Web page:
Two months ago, I wrote an article on this column revisiting the age-old debate on term vs whole life insurance. The conclusion was that in most situations, term insurance is the most suitable. As expected, not everyone agrees with that position. The crux of their objections was that when you buy term insurance instead of whole life plans, there is no cash value. So, let’s look at 5 of the common objections associated with having no saving component to an insurance policy.
“You are wasting your money because you get nothing back”
For every premium dollar you pay for your whole life plans, a portion of it goes into paying the cost of insurance and the rest of it is invested into the insurer’s life fund. The cost of insurance portion is never returned to you. The only reason why you get money back from a whole life plan after a period of time is because you gave the insurers extra money to invest in their life fund. When you buy a term plan, you are effectively paying only for the cost of insurance and that is why you get no money back at the end of the term. So while this claim is true, it is only a half-truth.
“You are not saving towards your retirement”
Because you are buying only pure insurance with no extra money given to the insurers to invest for you, you are not saving towards your retirement, so the argument goes. But from column B and C of the table, you will see that even after 25 years, your whole life policy has barely broken even from the total amount of premiums paid. Yes, you might have accumulated a sum of money but with no or almost no returns. Instead, if you simply buy a term plan and invest the amount saved from buying a whole life plan (column E), even at 2% p.a. (F), you would have done better. In addition, there is flexibility when you “buy term and invest the rest”.
- If a better and lower premium term plan comes along in the future, or for some reason you do not need insurance coverage anymore, you have the option to change or terminate your term plan without affecting your savings.
- If you need money in the short term, you can always cash out your saving component without affecting coverage.
“Your policy will lapse if you forget or cannot afford to pay premiums”
The argument is that this will not happen in the case of whole life plans because under the non-forfeiture clauses of whole life plans, you can service the premiums of your policy by using the accumulated cash values. But the question is, are you willing to pay $33,279 p.a. more just to solve this problem? There are more cost-effective ways to mitigate this risk. Firstly, you can set up a direct debit arrangement or standing instruction with your bank to automatically pay your premiums. Even if your account has no money, you still have 30 days of grace to pay and if you have a good agent, he will be informed of your non-payment and should remind you to do so. On the issue of affordability, I think you have a higher chance of not being able to afford the expensive premiums of whole life than the cheaper premiums of term plans. And if one really cannot afford the premiums due to, say, a temporary loss of job, he can always dig into his accumulated invested amount. So, I find this objection to be the most absurd.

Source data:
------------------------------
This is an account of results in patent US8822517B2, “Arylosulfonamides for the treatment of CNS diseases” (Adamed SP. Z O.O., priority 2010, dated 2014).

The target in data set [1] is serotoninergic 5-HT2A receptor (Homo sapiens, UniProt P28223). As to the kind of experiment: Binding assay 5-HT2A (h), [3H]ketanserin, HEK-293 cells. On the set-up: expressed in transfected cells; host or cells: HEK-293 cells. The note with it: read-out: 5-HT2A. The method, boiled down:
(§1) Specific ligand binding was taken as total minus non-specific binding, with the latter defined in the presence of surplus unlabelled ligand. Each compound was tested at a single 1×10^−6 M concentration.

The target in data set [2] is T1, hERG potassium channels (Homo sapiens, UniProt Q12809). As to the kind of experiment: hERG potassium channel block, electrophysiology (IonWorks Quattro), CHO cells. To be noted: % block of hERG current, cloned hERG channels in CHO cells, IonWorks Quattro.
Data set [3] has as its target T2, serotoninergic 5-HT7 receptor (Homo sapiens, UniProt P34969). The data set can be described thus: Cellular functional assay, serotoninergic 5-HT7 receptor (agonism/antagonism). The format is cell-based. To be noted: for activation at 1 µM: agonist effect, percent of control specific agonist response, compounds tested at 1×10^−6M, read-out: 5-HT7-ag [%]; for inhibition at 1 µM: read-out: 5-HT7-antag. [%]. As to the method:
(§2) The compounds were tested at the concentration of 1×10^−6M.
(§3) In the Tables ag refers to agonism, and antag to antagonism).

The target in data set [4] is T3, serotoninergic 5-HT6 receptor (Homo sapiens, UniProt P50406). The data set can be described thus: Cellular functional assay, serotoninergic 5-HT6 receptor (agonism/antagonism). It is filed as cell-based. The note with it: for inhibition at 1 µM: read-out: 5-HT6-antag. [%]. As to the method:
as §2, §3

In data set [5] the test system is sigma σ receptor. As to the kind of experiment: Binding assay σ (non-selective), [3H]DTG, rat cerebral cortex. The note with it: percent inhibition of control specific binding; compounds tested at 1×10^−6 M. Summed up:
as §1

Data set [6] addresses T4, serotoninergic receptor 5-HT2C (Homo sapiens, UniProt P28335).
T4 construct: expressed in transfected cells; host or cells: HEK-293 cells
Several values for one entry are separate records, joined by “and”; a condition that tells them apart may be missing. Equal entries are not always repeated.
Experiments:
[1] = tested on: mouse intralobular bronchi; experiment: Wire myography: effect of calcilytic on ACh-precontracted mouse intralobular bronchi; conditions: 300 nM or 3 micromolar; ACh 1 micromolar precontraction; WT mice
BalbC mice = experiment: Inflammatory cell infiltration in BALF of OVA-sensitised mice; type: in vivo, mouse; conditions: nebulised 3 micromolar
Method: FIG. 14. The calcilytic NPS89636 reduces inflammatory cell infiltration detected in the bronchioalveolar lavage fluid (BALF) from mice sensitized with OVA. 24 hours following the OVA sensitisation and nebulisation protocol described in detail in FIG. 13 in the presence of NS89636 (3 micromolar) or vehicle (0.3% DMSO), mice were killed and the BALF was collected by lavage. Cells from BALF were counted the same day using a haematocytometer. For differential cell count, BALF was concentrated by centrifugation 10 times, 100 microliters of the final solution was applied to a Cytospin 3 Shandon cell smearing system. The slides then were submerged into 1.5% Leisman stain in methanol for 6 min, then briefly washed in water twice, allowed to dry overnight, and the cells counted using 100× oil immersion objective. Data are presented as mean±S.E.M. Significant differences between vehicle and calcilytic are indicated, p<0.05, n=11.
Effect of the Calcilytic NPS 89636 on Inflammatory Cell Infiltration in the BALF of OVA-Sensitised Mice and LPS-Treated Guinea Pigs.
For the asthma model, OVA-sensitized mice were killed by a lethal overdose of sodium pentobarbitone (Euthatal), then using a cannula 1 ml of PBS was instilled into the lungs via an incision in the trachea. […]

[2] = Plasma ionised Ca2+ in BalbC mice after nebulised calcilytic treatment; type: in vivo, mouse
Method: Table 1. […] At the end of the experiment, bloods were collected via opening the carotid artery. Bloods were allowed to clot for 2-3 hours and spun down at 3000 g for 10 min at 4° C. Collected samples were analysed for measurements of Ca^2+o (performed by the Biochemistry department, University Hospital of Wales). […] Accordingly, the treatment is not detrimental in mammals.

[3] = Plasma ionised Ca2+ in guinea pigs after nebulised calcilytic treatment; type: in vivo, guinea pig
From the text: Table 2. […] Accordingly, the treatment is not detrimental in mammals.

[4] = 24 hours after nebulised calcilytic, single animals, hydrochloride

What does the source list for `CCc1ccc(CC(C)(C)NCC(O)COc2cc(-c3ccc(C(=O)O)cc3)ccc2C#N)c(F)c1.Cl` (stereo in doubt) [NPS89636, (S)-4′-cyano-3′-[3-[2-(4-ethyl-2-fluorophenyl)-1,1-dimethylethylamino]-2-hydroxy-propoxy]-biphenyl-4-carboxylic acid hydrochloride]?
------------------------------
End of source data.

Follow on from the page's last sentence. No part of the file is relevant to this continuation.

“Not everyone knows how to buy term and invest the rest”
This is true. But if the person who wants to sell you a whole life plan claims to be a competent financial adviser, surely, he should also be competent enough to advise you on investing? If he is not, you might want to find another adviser. But seriously, is getting even 2% p.a. so difficult? So, I find this objection to be an excuse rather than a valid reason for not recommending term plans.
“A term plan does not mitigate inflation”
This is because a term plan does not have cash values and even after 20 years, the death benefit remains the initial sum assured that you have bought. But since the premiums for term insurance is more than ten times cheaper than whole life plans, this is easily solved by insuring yourself slightly more than you need at the onset. An invalid objection again.
But buying term insurance is not so that you can “invest the rest”. You buy term insurance simply because it is the most affordable and suitable way to adequately and immediately insure yourself. I mean, how many people are able and willing to pay premiums of $36,190 p.a.? Even if one is willing, it will eat into his surplus and he will have lesser to live a life now and save towards his future goals. But with a term plan, you can pay for coverage only till age 70 (because you do not need life coverage for most situations) and you only need to pay $2,911 p.a. So, the irony of buying whole life plans for the dual purpose of protection and savings is that you achieve neither. The premiums for whole life plans are so expensive that one would unlikely be able to afford sufficient coverage and the returns from the insurance policy is not enough to save towards your goals. You are better off separating protection from savings/investment.
The writer, Christopher Tan, is Chief Executive Officer of Providend, Singapore’s first fee-only wealth advisory firm and author of the book “Money Wisdom: Simple Truths for Financial Wellness“.
The edited version of this article has been published in The Business Times on 17th October 2022.
For more related resources, check out:
1. Demystifying Universal Life Policies (I)
2. Why Buy Term and Invest the Rest Is Not the Whole Story
3. Can You Still Buy Insurance if You Have Medical Conditions?
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